From Play del Ingles, in the south, to San Bartolome de Tirajana
This “VIP Tour” was organized by Viajes Tara, with tour guide extraordinaire, Gary. First stop was at a lookout called Degollada de las Yeguas. And what a view it was. From the south side, one can see cars winding up the road to the lookout from Playa del Ingles. Looking North, the Fataga Valley stretches out for several kilometres, leading to the small village of Fataga. Here the landscape is semi-arid.
Another stop along this tour was to try to catch a glimpse of the highest peak on Gran Canaria, Pico de las Nieves, at a height of 1,949 metres above sea level. And we were lucky! High above the clouds, we were able to get a glimpse of it. Close to this peak is a military base.We stopped at Villa de San Bartolome de Tirajana, or for short Tuntes, to get this photo. There are many cyclists biking to within a short distance of Pico de las Nieves. Many, I believe are getting in shape for the Tour de France. I can’t imagine myself biking up these steep roads with their hairpin turns. Our tour guide pointed out that he hasn’t seen one cyclist with a smile, and no wonder, considering the effort they must expend in reaching their destination. My hat is off to them!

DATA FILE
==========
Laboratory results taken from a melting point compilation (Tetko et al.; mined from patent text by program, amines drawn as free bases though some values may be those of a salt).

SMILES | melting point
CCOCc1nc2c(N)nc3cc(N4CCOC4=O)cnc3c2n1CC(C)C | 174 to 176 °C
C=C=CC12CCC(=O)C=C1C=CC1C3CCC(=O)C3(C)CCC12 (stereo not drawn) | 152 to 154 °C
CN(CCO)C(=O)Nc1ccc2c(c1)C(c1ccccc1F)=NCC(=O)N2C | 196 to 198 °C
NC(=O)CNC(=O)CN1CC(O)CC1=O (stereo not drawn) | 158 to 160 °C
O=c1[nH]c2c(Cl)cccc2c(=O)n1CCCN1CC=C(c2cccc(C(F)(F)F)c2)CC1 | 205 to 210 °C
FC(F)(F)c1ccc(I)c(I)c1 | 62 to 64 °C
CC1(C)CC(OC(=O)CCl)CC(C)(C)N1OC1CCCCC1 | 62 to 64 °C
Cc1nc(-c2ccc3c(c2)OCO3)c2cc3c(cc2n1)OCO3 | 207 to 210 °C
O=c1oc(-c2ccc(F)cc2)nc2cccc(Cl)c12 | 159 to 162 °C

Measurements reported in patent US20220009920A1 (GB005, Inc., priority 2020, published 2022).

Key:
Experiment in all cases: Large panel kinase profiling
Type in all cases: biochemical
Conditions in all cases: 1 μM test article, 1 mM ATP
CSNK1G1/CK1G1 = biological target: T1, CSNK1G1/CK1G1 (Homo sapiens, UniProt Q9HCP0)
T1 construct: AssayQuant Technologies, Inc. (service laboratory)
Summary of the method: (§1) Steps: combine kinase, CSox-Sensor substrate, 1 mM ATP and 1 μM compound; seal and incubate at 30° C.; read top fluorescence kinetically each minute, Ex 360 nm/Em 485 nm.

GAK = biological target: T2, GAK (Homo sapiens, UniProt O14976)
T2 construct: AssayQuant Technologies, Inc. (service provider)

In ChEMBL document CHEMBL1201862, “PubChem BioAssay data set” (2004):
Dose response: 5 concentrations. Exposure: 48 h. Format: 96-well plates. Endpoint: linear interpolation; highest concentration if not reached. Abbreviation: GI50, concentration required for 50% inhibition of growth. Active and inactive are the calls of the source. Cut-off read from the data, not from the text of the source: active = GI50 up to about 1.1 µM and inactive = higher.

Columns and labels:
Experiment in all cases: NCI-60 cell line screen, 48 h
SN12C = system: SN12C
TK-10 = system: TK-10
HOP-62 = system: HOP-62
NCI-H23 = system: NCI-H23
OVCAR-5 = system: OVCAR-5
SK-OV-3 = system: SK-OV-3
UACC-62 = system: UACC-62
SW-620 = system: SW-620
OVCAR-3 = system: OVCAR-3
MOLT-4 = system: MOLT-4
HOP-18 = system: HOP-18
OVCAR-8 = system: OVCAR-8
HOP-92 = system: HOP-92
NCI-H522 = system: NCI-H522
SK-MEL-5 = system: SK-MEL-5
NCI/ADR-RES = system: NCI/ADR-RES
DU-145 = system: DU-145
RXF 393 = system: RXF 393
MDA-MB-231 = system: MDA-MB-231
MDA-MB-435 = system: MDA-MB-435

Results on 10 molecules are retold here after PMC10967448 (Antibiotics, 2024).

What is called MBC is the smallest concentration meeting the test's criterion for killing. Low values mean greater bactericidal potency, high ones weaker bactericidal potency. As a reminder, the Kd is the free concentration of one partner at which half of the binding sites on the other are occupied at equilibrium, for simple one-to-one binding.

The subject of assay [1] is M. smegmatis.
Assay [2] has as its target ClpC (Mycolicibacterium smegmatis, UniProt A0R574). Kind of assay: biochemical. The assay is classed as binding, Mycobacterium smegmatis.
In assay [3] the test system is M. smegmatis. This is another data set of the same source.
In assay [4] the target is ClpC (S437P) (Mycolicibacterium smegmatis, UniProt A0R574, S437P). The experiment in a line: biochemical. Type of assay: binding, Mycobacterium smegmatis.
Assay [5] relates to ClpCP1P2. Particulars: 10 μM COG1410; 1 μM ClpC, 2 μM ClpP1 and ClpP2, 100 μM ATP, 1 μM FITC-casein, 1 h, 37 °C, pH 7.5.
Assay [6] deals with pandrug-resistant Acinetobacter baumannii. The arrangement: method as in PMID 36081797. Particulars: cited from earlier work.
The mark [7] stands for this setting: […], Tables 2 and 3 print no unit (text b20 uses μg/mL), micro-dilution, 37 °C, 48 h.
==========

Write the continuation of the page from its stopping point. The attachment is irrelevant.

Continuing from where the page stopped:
On to Tejeda, Teror and an Aloe Vera Plantation
We headed north-west towards Tejeda, a village that sits on the eastern side of a volcanic crater. Along the way to Tejeda, we stopped to take photos, and I was lucky to get this one that captures the rugged nature of the area with its peaks and valleys.
Tejeda is located almost at the centre of Gran Canaria, in a very mountainous area. By the way, we traveled in small mini-buses, carrying eight people plus driver. I was very glad of a smaller vehicle, when I think of the narrow roads and hair-pin turns, it must be a challenge for the larger tour buses.
The photo above is taken from Tejeda and shows sharp peaks and deep valleys, evidence of volcanic action. In the upper right-hand corner of the photo is Rock Bentayga, located inside the volcanic caldera of Tejeda. Near this rock were ancient aboriginal settlements of the Guanches, the indigenous people of the island.
Going further north-west from Tejeda, we made a few more stops, one to the charming town of Teror with its Canarian-style pine balconies; it is under monument protection. The town became particularly well known after shepherds witnessed an apparition of the Virgin in 1481; it then became the most important pilgrimage place in the Canaries.
Last stop on the tour was to see an aloe vera plantation, a product the Canaries are famous for. At Fincas Canarias, we not only got to see the aloe vera growing in green houses( they have around 30,000 plants that are between 10 to 30 years old) but a explanation of its properties and benefits for the skin. Fincas Canarias is a family business dedicated to the ecological cultivation of aloe vera.